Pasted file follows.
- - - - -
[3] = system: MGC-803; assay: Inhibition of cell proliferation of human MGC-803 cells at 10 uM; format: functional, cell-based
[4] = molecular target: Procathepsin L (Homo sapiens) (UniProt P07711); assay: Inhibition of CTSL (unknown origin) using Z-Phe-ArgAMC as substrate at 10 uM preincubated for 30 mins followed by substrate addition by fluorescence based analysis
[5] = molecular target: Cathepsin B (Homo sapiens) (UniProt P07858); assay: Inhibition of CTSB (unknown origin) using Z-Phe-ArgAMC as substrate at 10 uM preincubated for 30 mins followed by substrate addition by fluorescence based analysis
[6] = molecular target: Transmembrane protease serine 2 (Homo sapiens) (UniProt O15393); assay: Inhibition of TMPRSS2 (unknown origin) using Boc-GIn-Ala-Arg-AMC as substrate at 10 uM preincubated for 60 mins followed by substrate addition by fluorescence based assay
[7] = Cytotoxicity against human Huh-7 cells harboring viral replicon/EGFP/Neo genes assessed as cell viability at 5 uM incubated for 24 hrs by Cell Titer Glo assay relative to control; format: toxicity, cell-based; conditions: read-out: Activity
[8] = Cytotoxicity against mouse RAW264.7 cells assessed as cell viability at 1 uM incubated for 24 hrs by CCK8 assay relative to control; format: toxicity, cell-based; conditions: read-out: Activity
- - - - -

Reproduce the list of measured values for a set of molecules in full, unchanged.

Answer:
[3] = system: MGC-803; assay: Inhibition of cell proliferation of human MGC-803 cells at 10 uM; format: functional, cell-based
[4] = molecular target: Procathepsin L (Homo sapiens) (UniProt P07711); assay: Inhibition of CTSL (unknown origin) using Z-Phe-ArgAMC as substrate at 10 uM preincubated for 30 mins followed by substrate addition by fluorescence based analysis
[5] = molecular target: Cathepsin B (Homo sapiens) (UniProt P07858); assay: Inhibition of CTSB (unknown origin) using Z-Phe-ArgAMC as substrate at 10 uM preincubated for 30 mins followed by substrate addition by fluorescence based analysis
[6] = molecular target: Transmembrane protease serine 2 (Homo sapiens) (UniProt O15393); assay: Inhibition of TMPRSS2 (unknown origin) using Boc-GIn-Ala-Arg-AMC as substrate at 10 uM preincubated for 60 mins followed by substrate addition by fluorescence based assay
[7] = Cytotoxicity against human Huh-7 cells harboring viral replicon/EGFP/Neo genes assessed as cell viability at 5 uM incubated for 24 hrs by Cell Titer Glo assay relative to control; format: toxicity, cell-based; conditions: read-out: Activity
[8] = Cytotoxicity against mouse RAW264.7 cells assessed as cell viability at 1 uM incubated for 24 hrs by CCK8 assay relative to control; format: toxicity, cell-based; conditions: read-out: Activity